A Year’s Work
A day after Donald Trump was elected president, the ACLU tweeted, “Should President-elect Donald Trump attempt to implement his unconstitutional campaign promises, we'll see him in court.” We kept to our promise, suing the Trump administration 54 times in his first 42 weeks in office...while keeping our supporters educated and engaged on social media along the way.
Fast forward to the first Friday of the Trump administration, the president issued a travel ban by executive order. ACLU and partner organizations filed a lawsuit, and protests cropped up at airports across the country. That Saturday, Americans were glued to social media tracking the latest developments in this fast-moving story. And most likely, they were following ACLU’s social media feeds.
That day, we brought live coverage from the airports and the courthouse. We provided Know Your Rights information to those who had loved ones detained. We helped build momentum for more protests. We thanked some of the new donors who contributed millions of dollars direct from social media. Our new supporters shared in our first victory against the worst impulses of the new administration.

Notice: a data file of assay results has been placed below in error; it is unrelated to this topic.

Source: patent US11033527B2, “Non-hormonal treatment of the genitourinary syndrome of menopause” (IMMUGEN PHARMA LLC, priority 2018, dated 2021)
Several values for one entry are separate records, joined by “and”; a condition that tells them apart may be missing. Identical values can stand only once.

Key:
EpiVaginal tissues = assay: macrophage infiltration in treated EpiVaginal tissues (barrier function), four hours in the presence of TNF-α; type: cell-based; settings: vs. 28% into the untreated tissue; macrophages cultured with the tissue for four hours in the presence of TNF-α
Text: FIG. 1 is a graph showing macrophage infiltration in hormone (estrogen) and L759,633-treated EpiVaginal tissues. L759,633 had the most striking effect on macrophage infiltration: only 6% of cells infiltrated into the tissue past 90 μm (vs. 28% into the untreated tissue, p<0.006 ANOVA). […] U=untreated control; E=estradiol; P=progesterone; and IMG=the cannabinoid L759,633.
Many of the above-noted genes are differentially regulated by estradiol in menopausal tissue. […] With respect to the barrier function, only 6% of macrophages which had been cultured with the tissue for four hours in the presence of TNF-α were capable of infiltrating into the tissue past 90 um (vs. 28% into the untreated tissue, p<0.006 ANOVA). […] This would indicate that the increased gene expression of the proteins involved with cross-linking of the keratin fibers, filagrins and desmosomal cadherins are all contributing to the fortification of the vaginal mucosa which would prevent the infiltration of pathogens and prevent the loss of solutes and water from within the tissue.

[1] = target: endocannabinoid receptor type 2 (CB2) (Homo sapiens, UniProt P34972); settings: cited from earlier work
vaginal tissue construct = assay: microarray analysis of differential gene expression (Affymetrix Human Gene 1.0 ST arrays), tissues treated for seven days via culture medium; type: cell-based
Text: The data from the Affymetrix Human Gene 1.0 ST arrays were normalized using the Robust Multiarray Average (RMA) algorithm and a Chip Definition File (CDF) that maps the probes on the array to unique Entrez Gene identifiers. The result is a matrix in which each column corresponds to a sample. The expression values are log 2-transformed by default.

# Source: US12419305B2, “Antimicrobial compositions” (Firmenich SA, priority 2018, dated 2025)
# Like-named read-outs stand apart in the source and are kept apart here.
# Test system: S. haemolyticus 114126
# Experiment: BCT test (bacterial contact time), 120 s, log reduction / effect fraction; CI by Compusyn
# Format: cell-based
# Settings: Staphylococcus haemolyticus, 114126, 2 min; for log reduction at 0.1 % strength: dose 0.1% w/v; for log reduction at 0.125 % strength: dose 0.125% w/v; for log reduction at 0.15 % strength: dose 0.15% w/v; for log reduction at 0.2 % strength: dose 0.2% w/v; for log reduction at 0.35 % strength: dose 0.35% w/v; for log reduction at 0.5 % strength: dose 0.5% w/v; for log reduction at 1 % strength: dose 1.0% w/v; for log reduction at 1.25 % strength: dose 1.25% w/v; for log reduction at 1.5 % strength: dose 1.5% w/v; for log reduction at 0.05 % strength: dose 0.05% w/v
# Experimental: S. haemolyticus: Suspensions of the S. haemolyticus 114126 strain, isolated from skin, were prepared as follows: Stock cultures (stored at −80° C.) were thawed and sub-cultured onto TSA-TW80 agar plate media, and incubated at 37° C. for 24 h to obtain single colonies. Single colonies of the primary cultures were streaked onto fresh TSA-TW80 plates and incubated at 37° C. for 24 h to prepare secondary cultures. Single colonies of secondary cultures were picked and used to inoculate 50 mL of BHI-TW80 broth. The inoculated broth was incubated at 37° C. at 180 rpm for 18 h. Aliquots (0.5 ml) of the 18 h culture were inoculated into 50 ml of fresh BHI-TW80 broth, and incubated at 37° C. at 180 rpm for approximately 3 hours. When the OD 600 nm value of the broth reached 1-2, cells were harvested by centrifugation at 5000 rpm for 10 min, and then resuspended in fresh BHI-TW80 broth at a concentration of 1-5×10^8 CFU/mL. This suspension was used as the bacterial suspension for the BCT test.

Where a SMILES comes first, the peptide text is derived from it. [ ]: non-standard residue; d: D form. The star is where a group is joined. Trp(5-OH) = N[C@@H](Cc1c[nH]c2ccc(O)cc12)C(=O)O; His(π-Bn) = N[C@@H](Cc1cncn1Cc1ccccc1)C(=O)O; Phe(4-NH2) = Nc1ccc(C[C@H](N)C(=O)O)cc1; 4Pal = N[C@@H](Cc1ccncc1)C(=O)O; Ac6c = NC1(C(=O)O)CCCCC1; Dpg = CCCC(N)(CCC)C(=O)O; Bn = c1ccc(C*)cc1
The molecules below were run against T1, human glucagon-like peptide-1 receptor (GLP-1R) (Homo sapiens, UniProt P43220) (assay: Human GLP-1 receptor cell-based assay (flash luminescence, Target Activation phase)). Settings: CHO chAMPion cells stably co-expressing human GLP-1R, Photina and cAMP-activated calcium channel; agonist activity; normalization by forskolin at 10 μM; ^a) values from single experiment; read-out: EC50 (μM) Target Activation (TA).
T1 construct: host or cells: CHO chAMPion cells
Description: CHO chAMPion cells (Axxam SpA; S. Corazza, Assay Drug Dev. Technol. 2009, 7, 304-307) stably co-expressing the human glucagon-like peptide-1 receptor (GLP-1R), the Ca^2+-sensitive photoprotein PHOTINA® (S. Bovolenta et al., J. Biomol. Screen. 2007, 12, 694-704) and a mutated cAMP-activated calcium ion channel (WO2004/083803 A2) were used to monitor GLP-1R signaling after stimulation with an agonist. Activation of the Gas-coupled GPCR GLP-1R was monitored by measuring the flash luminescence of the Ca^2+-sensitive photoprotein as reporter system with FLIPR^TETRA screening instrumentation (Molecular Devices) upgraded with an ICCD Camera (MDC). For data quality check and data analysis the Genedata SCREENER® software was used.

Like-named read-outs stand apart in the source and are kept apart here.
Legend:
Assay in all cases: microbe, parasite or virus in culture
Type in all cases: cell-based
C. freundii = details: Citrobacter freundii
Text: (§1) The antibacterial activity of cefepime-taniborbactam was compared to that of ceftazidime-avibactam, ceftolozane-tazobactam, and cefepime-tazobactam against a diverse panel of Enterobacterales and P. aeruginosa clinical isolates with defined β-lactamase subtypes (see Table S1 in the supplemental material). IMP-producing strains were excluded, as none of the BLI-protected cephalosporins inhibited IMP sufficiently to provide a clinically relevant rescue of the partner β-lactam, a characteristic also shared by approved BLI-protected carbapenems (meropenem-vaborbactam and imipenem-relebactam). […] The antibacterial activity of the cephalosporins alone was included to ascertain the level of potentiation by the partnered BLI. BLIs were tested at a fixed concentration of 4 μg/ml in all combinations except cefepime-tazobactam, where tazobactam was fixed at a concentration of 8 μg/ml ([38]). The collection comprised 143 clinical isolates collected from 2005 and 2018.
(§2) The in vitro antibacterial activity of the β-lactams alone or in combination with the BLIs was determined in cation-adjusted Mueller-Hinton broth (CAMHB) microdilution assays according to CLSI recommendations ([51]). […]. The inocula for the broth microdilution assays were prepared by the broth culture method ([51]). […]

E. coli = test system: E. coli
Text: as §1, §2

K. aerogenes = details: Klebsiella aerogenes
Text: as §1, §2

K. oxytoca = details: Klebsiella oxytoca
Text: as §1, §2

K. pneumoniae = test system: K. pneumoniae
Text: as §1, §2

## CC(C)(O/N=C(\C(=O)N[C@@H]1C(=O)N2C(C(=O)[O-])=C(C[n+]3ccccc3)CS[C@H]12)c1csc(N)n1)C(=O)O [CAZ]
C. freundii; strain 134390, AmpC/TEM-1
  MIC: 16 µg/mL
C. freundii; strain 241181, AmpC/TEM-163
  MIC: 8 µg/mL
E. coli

By the end of the day, ACLU’s social media followers more than doubled, and a video announcing ACLU’s victory was viewed by more than 15 million people.
Throughout the year ACLU has had many fights to take on: Immigrants’ rights, voting rights, reproductive rights, LGBT rights, health care, and net neutrality are just some of the liberties that have been under attack. And Americans are anxious to find out what is happening and what they can do about it. That’s where the ACLU comes in.
We engage an audience of more than 3.5 million people across Facebook, Instagram, Reddit and Twitter through blogs, photos, and videos, as well as the occasionally snarky tweet.
By implementing a strategy that is part education, part activism, part news aggregation, the ACLU’s social media has proved a vital source for those fighting for a country that lives up to its promise of equality and justice for all.